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Updated Wednesday, January 9, 2013 at 02:35 PM

Last year was hottest on record

By Justin Gillis
The New York Times

The numbers are in: 2012, the year of a surreal March heat wave, a severe drought in the corn belt and a massive storm that caused broad devastation in the mid-Atlantic states, turns out to have been the hottest year recorded in the contiguous United States.

How hot was it? The temperature differences between years are usually measured in fractions of a degree, but last year’s 55.3 degrees blew away the previous record, set in 1998, by a full degree Fahrenheit.

If that does not sound sufficiently impressive, consider that 34,008 daily high records were set at U.S. weather stations, compared with only 6,664 record lows, according to a count maintained by Weather Channel meteorologist Guy Walton, using federal temperature records.

That ratio, which was roughly in balance as recently as the 1970s, has been out of whack for decades as the country has warmed, but never by as much as it was last year.

“The heat was remarkable,” said Jake Crouch, a scientist with the National Climatic Data Center in Asheville, N.C., which released the official climate compilation Tuesday. “It was prolonged. That we beat the record by one degree is quite a big deal.”

Scientists said that natural variability almost certainly played a role in last year’s extreme heat and drought. But many of them expressed doubt that such a striking record would have been set without the backdrop of global warming caused by the human release of greenhouse gases. And they warned that 2012 was likely a foretaste of things to come, as continuing warming makes heat extremes more likely.

Even so, the last year’s U.S. record is not expected to translate into a global temperature record when figures are released in coming weeks. The year featured a La Niña weather pattern, which tends to cool the global climate overall, and scientists expect it to be the world’s eighth- or ninth-warmest year on record.

Assuming that prediction holds up, it will mean that the 10 warmest years on record all fell within the past 15 years, a measure of how much the planet has warmed.

Last year’s weather in the United States began with an unusually warm winter, with relatively little snow across much of the country, followed by a March that was so hot that trees burst into bloom and swimming pools opened early. The soil dried out in the March heat, helping to set the stage for a drought that peaked during the warmest July on record.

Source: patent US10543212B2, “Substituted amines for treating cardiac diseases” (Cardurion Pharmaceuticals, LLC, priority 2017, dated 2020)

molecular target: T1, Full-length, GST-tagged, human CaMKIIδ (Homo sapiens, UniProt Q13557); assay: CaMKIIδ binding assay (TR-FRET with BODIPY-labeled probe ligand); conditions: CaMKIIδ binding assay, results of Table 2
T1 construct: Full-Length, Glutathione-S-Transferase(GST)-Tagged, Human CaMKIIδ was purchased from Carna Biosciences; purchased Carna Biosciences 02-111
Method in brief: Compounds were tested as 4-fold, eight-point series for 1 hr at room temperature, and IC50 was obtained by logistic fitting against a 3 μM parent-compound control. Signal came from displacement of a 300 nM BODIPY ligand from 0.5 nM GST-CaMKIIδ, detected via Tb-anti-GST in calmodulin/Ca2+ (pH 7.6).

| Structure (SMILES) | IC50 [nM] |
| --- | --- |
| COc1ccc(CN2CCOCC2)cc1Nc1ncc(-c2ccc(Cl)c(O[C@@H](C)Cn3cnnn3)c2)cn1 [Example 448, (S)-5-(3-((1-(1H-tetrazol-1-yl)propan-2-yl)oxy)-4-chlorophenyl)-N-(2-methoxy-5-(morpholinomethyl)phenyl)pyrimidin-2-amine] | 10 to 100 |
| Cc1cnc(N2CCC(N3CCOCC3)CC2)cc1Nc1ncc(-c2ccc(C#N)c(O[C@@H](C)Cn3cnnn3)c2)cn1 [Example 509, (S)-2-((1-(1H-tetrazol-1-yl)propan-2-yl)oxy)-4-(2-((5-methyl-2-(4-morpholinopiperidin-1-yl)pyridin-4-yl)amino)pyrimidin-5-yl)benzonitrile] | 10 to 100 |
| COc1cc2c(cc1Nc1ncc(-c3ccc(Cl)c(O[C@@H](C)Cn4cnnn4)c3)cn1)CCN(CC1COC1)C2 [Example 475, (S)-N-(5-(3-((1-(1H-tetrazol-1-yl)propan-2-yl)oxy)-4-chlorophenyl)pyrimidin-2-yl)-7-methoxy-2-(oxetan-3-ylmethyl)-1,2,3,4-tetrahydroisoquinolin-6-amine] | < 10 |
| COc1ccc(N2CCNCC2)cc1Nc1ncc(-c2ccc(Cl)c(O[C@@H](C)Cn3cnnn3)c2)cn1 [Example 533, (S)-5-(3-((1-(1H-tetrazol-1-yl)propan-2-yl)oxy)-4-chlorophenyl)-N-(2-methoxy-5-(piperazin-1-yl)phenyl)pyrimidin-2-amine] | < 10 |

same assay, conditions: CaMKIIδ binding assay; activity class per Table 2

The drought engulfed 61 percent of the nation, killed corn and soybean crops and sent prices spiraling.

In addition to being the warmest year, 2012 turned out to be the second-worst on a measure called the Climate Extremes Index, surpassed only by 1998.

Experts are still counting, but so far 11 disasters in 2012 have exceeded a threshold of $1 billion in damages, including several tornado outbreaks; Hurricane Isaac, which hit the Gulf Coast in August; and, late in the year, Hurricane Sandy, which caused damage likely to exceed $60 billion in nearly half the states, primarily in the mid-Atlantic region.

Among those big disasters was one bearing a label many people had never heard before: the derecho, a line of severe, fast-moving thunderstorms that struck central and eastern parts of the country starting June 29, killing more than 20 people, toppling trees and knocking out power for millions of households.

By the numbers

Average annual temperature: 55.32 degrees passed the old record of 54.32 degrees, set in 1998.

Number of states that had their warmest year: 19.

Number of people who experienced at least 10 days of 100-degree heat: 99.1 million.

Number of consecutive months that the United States had warmer than average temperatures: 16.

The Associated Press


SPENCER PLATT / GETTY IMAGES
A group of tourists look up at a building along Broadway during warm weather on July 6, 2012 in New york City.




SPENCER PLATT / GETTY IMAGES
A man pushes a cart of bottled water down Broadway during warm weather on July 6, 2012 in New york City.




SCOTT OLSON / GETTY IMAGES
Corn plants struggle to survive in a drought-stricken farm field on July 19, 2012 near Oakton, Indiana.




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